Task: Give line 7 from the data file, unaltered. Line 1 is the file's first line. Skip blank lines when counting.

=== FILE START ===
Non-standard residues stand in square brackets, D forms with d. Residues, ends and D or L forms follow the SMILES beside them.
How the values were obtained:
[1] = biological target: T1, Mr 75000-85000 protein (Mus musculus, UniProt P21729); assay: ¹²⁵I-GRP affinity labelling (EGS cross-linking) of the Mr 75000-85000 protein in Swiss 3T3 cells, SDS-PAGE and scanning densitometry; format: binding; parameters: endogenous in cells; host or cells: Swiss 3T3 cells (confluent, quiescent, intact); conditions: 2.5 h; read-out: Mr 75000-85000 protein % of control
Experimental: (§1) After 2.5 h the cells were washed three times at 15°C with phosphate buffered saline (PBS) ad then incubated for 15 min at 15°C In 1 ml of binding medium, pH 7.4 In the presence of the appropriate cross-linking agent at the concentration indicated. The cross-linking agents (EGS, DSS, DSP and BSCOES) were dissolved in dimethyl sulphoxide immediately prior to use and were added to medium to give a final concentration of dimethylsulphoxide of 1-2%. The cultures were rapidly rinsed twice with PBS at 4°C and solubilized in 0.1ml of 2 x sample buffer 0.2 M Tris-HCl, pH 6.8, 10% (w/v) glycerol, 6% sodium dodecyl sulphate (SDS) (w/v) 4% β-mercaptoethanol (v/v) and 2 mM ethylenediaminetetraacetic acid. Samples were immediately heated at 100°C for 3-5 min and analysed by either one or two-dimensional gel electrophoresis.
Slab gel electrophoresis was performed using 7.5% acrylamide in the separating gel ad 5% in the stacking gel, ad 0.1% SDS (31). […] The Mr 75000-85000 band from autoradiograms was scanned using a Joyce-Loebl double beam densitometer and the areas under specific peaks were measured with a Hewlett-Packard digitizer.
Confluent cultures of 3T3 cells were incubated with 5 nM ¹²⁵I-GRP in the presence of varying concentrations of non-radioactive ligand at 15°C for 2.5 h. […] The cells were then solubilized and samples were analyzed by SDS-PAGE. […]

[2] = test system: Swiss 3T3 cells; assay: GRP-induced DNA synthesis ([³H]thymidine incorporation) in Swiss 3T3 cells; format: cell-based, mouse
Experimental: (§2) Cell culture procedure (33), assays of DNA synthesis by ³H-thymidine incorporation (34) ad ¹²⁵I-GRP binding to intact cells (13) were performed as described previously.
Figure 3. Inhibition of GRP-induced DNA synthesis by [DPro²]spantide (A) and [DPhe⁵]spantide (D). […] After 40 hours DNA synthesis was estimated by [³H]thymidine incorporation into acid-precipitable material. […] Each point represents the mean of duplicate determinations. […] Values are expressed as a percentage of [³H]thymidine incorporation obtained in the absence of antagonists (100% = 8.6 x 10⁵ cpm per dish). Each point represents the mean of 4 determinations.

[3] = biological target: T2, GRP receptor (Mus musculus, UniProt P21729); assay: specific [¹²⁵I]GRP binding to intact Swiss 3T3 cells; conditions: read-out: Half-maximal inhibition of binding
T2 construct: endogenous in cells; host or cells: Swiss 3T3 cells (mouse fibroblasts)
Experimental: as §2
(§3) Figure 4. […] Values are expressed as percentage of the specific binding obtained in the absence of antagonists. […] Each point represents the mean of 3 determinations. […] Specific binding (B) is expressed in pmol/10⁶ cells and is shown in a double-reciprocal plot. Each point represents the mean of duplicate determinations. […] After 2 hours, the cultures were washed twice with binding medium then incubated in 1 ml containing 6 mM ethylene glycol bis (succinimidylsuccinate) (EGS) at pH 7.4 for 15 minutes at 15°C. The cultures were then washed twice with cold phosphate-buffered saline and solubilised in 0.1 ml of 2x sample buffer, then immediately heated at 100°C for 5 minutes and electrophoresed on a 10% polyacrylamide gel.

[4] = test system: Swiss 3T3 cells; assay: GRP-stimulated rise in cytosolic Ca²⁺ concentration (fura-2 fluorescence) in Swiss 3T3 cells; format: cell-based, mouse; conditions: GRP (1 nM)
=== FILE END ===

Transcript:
[2] = test system: Swiss 3T3 cells; assay: GRP-induced DNA synthesis ([³H]thymidine incorporation) in Swiss 3T3 cells; format: cell-based, mouse